The handling of complaints by the sample of ombudsmen responds to different strategies, ranging from the origin of the issues covered to the identification or not of readers and the direct or indirect reference to their words. Although readers’ suggestions have a substantial weight, it is important to note that the ombudsman have some autonomy to choose the issues to be addressed, which are the main subject of a quarter of all the analysed columns. In this sense, the médiateur of Tamedia imposes his agenda in two-thirds of the articles, as it also the case of Toronto Star, where the ombudswoman, perhaps because she has her own section about corrections, bets above all on free forums on ethical issues and the challenges of news-making, with reference to internal sources and international codes and media. In La Vanguardia and Le Monde the presence of readers as promoters of the interventions of their ombudsmen is a priority.
When it comes to introducing readers, Le Monde chooses to include name and town in a systematic way, in addition to their quotes, which is common also in The Guardian and La Vanguardia. However, the ombudsmen of Tamedia, O Público and A Folha de São Paulo, identify and quote the senders only in exception cases. In the case of the Portuguese newspaper, it talks about ‘public’ readers in two cases: the Secretary of State of Public Administration (02.04.2014) and a group of unidentified politicians (02.03.2015). On one occasion, Minister Edinho Silva is the one who writes to the ombudsman Vera Guimarães of A Folha São Paulo (03.07.2015), to accuse the newspaper of “excluding and omitting words and altering facts”.
Table 5. Origin and identification of complaints
Source: Authors’ own creation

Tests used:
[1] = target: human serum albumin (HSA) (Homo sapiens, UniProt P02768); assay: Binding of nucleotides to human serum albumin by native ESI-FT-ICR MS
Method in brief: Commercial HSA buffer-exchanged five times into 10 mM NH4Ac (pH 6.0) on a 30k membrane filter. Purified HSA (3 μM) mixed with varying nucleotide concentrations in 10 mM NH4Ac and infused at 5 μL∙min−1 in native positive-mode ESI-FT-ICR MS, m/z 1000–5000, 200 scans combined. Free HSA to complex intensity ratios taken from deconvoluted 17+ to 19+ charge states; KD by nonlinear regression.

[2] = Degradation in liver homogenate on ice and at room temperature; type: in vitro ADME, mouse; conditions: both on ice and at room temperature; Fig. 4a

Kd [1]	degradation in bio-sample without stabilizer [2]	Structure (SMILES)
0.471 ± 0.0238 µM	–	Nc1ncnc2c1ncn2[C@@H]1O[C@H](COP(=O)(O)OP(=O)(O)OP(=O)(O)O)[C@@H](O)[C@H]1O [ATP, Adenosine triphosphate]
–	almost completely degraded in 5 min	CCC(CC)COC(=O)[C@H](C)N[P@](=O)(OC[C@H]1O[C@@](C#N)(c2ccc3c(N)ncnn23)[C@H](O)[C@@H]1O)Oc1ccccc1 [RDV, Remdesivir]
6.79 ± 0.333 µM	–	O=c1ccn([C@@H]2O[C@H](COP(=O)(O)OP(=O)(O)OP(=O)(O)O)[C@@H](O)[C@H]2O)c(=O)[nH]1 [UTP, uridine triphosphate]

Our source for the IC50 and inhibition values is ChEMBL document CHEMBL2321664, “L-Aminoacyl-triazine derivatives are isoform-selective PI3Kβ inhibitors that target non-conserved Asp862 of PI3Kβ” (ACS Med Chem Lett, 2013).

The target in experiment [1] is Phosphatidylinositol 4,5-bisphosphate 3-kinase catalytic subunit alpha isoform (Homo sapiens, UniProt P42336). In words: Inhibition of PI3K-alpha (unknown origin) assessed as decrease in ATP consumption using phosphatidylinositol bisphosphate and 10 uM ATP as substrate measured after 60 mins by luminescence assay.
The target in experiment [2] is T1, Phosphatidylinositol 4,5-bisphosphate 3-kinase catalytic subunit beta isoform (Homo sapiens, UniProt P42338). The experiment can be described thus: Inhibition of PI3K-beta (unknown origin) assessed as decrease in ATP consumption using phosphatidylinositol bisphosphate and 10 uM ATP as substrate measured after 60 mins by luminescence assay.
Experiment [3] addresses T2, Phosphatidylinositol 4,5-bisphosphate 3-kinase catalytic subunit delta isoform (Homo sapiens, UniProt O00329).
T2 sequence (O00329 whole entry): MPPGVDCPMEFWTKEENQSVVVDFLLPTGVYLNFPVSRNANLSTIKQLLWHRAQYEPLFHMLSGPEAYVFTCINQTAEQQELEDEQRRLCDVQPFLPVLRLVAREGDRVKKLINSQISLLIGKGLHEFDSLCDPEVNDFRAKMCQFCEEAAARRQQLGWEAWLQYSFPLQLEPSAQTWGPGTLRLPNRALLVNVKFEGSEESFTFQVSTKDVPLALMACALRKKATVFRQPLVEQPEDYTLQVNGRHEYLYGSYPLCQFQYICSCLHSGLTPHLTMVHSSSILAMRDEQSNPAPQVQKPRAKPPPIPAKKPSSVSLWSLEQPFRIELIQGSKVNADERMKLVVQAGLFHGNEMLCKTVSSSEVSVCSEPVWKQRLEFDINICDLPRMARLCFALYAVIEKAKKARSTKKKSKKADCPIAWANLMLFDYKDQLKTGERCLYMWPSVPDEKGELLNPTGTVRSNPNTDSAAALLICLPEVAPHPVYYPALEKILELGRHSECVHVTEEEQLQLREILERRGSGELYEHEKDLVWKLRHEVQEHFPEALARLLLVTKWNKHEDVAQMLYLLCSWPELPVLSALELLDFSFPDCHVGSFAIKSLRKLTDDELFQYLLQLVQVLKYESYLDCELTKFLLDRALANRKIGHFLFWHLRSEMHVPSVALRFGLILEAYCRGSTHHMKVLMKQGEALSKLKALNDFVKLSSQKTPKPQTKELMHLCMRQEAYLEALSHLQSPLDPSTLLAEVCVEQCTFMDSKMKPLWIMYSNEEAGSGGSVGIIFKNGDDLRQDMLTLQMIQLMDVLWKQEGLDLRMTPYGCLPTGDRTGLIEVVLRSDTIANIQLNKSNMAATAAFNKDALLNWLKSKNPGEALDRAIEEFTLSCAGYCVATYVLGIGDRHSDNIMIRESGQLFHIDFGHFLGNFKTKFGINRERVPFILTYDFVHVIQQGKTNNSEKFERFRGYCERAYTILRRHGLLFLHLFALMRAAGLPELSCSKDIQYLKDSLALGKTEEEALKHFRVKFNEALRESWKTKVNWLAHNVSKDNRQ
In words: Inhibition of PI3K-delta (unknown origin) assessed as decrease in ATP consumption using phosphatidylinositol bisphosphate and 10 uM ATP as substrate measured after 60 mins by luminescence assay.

The sources used by ombudsmen to explain their responses differ greatly. While The Guardian and A Folha opt to consult government officials and journalists from the medium - and to a lesser extent opt to resolve the complaints without to resort to them-, the médiateur of Tamedia turns to sources of authority, and legal and ethical texts to support his argument, except in a minority of cases in which he does not uses them. Le Monde, for its part, has adopted a mixed formula that takes into account journalists from the same medium and, to a lesser extent, agents of authority. The combination of different sources occurs in a minority of cases in the three aforementioned newspapers. La Vanguardia is similar in its use of sources, although includes a greater number of external experts than members of the newspaper’s staff, contrary to what happens in O Público. The New York Times offers more contrasting of sources and institutions of authority in the professional or institutional fields, depending on the issue, with the opinions of readers and the authors of the news pieces (in almost all the columns), while El País offers more contrasting of the opinions of the audience and the authors of the news or the management team (in this line, for example, its Deputy director, David Alandete is questioned by the ombudsman in four of the 20 columns). As mentioned, the commitment to freer forums in Toronto Star generatesa predominant space of reflection on open issues, with variety of sources, mostly external, to document the coverage of the covered issues.